Just kidding, that was clickbait. Learning new STEM technologies is usually a good idea to figure out what you want to do next. STEM is an acronym that stands for Science Technology Engineering and Math. It’s an acronym for roles that require technical skills. Even if you failed math in school, you might end up really liking fields that deal with less numbers like web development.
I chose the Webstack specialization at Holberton New Haven school for several reasons. I’ve had an idea for a website for a long time and I wanted to build it out. However, as a self-taught developer, I had no idea how long it would take to build so I thought that I may as well get some accreditation along the way.
Working on the web is unique because it’s one of the easiest ways to build and distribute entire applications and software products on your own. That being said, I’d like to build a business someday and become self-employed. Between thinking of and working on ideas, the web stack field is filled with high-paying jobs and great job-flexibility despite the existence of drag and drop website-builders as part of the low-code-no-code movement.
The Web developer role is increasingly becoming automated, which might seem like a negative point for developers, but due to the complexity of the job, it means the web developer role becomes easier than ever while maintaining job security.
As a web developer you might be expected to work with following languages and frameworks:
Frameworks and tools
React, Angular, Svelte, Django, Flask, .NET, Vue, Ruby on Rails, Git, PostgreSQL, MySQL, database services, API services, and many more…
There are many kinds of problems that a developer might be asked to work on, from maintaining a website to building entirely new web protocols. For example, the dev team at the company I use work at was working on porting their original FAT client healthcare application to the web, which meant building out the entire application again, but specifically for the web.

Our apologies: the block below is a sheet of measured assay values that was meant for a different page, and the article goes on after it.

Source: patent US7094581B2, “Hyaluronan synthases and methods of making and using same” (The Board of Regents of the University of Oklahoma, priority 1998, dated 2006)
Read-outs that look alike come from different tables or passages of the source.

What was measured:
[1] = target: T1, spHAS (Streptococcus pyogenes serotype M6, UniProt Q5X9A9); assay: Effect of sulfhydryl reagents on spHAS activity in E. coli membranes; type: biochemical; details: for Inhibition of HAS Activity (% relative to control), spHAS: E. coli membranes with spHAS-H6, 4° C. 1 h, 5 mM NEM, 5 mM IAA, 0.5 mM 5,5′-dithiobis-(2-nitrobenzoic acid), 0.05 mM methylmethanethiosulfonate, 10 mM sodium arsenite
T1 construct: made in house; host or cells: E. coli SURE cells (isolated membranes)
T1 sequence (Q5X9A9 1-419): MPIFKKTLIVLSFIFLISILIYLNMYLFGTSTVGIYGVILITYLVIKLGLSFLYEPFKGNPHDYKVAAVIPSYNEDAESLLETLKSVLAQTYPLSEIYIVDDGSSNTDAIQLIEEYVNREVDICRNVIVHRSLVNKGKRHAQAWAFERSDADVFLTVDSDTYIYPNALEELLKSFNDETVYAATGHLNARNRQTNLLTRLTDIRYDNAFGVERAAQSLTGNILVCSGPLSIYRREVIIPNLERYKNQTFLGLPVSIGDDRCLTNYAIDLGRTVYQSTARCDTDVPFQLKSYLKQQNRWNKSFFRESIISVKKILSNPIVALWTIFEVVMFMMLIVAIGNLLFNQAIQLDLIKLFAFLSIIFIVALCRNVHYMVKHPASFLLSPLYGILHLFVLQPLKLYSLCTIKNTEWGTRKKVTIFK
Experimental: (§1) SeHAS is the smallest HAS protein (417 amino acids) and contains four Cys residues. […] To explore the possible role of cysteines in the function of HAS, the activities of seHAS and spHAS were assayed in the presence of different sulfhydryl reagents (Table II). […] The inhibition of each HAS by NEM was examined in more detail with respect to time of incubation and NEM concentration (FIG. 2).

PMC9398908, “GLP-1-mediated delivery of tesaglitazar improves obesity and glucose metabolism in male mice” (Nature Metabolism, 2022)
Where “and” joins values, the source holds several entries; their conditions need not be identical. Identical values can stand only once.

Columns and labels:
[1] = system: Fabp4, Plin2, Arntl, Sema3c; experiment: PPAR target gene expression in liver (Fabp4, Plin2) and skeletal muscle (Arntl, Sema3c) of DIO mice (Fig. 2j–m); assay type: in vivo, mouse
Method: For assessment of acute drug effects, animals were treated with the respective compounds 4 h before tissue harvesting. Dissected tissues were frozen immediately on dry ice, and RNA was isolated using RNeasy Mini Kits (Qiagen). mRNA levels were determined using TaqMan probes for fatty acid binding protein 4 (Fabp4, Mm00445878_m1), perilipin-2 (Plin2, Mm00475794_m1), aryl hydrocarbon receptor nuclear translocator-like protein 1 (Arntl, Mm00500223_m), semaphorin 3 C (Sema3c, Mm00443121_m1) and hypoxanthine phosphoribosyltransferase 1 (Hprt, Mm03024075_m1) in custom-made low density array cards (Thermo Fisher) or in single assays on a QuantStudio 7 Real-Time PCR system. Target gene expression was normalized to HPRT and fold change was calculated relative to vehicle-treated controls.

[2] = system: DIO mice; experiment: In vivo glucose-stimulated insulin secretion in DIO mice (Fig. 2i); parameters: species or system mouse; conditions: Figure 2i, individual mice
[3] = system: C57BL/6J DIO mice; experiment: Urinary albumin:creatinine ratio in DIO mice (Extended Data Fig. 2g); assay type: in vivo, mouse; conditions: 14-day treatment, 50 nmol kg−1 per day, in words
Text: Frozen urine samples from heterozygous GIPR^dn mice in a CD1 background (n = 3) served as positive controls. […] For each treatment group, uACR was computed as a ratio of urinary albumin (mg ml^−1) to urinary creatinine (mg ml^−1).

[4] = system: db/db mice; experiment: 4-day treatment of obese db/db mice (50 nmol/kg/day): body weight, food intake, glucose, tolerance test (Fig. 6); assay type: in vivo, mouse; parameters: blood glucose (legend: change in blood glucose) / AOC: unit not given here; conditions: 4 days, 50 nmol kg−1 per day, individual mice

Although web development has greatly matured over the last decade, there are tons of innovative technology in the works such as web assembly, multi-model databases, and composable CSS animations. Working in tech usually pays well, the work environment is automation-friendly, remote work is more of a possibility, and free-lancing adds greater work flexibility to the profession.
Web development is close to mass user experience, which often means having frequent conversations with clients over what they exactly want and what is technically feasible with the given budget. Freelancers working with non-technical clients will often require the developer to translate technical jargon into something anyone can understand.
One negative point shared across programming specialties is dealing with legacy codebases. Until new technological paradigms are reached or perhaps due to financial infeasibility, it may not be worth re-writing entire codebases, which can lead to technical stagnation and thus lower possible productivity.
We may be entering the age of the science caste system as prophesied by Brave New World. Technology is truly the force multiplier of productivity. I just hope we can enjoy the time that time-saving technology gives us. Programming has the lowest financial barrier to entry. These tools are free, but they’re “piano-free” since they require a lot of technical knowledge just use them. If there was ever a time in humanity that tested the mental fortitude of mankind as a whole, it is here and now: in the form of resistance people feel for adopting new technologies and ideas.